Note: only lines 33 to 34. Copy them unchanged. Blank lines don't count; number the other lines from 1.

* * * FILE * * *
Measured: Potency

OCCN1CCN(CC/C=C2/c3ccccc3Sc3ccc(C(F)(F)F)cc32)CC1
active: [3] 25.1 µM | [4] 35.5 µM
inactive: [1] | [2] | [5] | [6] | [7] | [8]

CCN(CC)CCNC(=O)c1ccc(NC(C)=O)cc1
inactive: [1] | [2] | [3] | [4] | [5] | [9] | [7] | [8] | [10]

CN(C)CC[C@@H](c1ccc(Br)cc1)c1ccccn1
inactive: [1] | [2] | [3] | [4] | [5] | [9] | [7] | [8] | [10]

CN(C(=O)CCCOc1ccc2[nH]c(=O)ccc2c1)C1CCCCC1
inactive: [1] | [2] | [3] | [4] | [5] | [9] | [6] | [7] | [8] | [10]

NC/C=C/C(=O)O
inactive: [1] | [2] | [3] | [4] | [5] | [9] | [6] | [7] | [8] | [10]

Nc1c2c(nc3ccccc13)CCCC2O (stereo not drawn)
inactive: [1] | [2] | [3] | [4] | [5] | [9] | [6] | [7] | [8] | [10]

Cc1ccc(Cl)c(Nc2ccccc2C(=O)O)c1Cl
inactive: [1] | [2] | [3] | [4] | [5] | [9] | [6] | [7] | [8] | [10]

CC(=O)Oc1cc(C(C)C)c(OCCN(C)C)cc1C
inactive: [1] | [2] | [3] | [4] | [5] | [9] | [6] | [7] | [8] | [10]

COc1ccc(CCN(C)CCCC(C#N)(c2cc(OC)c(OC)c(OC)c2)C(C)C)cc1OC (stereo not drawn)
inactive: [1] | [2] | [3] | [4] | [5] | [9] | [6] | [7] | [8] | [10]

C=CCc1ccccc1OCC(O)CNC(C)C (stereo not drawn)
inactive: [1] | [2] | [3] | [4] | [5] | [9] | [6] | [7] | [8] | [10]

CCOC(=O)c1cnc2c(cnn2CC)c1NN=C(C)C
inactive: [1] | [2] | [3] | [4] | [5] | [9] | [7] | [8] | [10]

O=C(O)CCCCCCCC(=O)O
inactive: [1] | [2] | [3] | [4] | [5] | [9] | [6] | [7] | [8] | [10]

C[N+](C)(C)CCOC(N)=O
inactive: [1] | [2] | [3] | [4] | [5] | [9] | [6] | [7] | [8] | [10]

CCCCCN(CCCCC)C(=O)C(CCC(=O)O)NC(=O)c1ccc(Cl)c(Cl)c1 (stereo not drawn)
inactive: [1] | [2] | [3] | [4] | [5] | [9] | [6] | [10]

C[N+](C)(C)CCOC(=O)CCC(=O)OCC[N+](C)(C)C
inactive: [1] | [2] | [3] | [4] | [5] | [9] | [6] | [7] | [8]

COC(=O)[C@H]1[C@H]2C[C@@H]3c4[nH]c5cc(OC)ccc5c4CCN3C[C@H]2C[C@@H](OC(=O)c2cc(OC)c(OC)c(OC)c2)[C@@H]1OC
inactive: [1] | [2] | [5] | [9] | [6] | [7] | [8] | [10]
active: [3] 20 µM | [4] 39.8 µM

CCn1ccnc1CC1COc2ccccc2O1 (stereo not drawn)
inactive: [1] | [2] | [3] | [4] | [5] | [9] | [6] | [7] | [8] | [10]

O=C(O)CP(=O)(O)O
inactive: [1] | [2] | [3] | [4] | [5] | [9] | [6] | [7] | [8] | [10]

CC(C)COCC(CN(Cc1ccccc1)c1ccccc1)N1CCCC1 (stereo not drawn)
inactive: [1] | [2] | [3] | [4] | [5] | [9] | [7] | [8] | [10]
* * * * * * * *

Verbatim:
COC(=O)[C@H]1[C@H]2C[C@@H]3c4[nH]c5cc(OC)ccc5c4CCN3C[C@H]2C[C@@H](OC(=O)c2cc(OC)c(OC)c(OC)c2)[C@@H]1OC
inactive: [1] | [2] | [5] | [9] | [6] | [7] | [8] | [10]